Complete genome sequence of Jiangella gansuensis strain YIM 002T (DSM 44835T), the type species of the genus Jiangella and source of new antibiotic compounds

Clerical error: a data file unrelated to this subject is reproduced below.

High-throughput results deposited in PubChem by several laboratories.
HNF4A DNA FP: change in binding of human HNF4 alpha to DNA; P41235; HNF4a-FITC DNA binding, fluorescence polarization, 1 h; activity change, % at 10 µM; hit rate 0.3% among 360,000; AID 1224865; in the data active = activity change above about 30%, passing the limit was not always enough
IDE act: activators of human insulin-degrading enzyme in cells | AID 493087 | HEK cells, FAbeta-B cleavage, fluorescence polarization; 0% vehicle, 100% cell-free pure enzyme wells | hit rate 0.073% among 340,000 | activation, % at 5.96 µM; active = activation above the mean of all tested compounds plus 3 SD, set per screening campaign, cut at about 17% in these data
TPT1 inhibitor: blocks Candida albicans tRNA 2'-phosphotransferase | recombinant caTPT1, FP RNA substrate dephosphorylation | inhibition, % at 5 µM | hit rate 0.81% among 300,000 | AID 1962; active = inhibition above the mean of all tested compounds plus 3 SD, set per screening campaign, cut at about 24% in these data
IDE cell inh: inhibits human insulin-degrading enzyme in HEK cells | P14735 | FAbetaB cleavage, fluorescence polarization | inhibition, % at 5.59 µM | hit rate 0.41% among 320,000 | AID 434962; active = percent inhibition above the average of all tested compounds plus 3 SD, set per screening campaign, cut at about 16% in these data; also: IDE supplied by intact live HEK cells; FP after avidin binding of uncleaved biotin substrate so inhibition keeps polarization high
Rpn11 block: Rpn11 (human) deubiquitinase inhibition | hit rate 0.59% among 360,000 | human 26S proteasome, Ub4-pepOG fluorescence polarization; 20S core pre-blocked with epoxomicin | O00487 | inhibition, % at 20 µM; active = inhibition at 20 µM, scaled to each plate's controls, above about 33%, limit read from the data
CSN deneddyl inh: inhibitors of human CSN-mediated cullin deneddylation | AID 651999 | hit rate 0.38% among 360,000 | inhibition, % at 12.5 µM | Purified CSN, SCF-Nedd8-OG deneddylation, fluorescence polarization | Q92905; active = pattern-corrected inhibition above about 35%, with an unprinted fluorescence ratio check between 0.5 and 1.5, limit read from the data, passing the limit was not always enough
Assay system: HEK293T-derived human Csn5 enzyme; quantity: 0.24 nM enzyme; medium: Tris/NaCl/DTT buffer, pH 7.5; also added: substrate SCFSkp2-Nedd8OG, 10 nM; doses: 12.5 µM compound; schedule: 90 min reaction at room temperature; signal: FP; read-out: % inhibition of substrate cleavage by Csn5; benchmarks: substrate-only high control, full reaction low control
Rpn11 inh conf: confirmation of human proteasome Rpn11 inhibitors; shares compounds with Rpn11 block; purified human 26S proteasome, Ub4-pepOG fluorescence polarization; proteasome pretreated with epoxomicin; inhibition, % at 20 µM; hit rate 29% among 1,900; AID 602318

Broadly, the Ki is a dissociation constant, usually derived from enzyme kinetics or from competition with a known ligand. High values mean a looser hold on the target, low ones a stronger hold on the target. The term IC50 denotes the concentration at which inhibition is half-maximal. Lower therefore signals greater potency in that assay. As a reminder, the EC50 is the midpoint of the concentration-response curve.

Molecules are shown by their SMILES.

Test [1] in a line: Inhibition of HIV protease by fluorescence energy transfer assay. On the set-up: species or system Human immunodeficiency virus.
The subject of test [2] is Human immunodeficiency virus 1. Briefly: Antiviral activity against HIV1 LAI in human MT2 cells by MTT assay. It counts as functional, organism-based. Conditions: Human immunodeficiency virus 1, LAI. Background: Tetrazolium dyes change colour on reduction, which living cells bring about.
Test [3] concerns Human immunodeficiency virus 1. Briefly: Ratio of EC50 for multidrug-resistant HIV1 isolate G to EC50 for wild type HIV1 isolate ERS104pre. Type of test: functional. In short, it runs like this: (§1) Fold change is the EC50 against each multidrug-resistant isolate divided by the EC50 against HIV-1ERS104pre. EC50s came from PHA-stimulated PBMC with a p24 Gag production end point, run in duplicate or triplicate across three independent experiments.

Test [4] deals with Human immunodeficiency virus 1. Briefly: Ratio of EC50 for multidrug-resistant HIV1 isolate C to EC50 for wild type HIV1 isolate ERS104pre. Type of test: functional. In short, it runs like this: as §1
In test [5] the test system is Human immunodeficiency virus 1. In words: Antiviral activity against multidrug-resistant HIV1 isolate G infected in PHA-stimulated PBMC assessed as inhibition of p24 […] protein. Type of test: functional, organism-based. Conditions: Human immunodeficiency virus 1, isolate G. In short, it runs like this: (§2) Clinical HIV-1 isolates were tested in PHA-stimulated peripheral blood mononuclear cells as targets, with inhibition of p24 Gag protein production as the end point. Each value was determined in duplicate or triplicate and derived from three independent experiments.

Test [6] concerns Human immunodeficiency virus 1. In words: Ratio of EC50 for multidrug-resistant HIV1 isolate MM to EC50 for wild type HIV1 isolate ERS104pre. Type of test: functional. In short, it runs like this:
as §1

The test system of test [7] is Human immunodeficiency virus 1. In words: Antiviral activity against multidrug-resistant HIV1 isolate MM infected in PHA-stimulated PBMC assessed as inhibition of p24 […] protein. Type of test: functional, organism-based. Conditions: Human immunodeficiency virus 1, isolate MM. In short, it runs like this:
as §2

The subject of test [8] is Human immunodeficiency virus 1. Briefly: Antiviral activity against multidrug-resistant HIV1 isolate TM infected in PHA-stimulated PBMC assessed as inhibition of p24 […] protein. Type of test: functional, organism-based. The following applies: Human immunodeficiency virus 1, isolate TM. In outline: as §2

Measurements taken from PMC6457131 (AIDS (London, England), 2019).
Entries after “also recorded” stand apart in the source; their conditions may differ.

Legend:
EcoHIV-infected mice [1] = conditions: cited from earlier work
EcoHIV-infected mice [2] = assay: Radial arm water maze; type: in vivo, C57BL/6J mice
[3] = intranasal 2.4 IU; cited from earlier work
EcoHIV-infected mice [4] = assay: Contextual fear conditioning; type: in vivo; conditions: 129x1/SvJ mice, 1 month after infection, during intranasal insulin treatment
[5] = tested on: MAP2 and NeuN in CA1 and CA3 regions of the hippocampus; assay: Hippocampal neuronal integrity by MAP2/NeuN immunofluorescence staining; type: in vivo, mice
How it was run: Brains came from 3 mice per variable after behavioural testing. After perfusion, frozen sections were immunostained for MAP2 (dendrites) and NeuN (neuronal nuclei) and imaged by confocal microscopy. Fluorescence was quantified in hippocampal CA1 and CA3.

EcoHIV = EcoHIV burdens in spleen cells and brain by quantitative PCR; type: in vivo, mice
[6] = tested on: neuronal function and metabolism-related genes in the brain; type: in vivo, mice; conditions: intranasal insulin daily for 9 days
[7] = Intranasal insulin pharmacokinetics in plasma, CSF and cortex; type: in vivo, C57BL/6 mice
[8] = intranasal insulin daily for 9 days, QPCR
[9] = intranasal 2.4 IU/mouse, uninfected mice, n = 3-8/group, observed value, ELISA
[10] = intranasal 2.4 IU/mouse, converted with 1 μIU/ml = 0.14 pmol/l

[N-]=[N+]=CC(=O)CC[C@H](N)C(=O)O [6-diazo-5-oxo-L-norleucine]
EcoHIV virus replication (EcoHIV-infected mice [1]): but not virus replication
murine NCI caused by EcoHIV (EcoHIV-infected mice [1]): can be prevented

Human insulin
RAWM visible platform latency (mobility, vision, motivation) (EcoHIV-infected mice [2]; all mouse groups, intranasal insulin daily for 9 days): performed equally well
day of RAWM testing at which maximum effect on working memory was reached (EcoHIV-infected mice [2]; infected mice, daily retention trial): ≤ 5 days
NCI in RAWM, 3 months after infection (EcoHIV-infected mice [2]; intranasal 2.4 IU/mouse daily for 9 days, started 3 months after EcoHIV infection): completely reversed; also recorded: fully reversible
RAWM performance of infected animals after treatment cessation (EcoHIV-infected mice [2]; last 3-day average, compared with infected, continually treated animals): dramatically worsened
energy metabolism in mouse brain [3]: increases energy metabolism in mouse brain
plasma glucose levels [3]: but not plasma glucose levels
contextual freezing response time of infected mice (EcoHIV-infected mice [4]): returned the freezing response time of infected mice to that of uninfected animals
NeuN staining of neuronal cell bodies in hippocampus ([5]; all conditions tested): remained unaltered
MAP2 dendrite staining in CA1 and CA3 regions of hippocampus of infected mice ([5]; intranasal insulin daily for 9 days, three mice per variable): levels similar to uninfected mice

We present the structural annotation of 56 different bacterial species based on the assignment of genes to 816 evolutionary superfamilies in the CATH domain structure database. These assignments have enabled us to analyse the recurrence of specific superfamilies within and across the genomes. We have selected the superfamilies that have a very broad representation and therefore appear to be universally distributed in a significant number of bacterial lineages. Occurrence profiles of these universally distributed superfamilies are compared with genome size in order to estimate the correlation between superfamily duplication and the increase in proteome size. This distinguishes between those size-dependent superfamilies where frequency of occurrence is highly correlated with increase in genome size, and size-independent superfamilies where no correlation is observed. Consideration of the size correlation and the ratio between the mean and the standard deviations for all the superfamily profiles allows more detailed subdivisions and classification of superfamilies. For example, within the size-independent superfamilies, we distinguished a group that are distributed evenly amongst all the genomes. Within the size-dependent superfamilies we differentiated two groups: linearly distributed and non-linearly distributed. Functional annotation using the COG database was performed for all superfamilies in each of these groups, and this revealed significant differences amongst the three sets of superfamilies. Evenly distributed, size-independent domains are shown to be involved primarily in protein translation and biosynthesis. For the size-dependent superfamilies, linearly distributed superfamilies are involved mainly in metabolism, and non-linearly distributed superfamily domains are involved principally in gene regulation.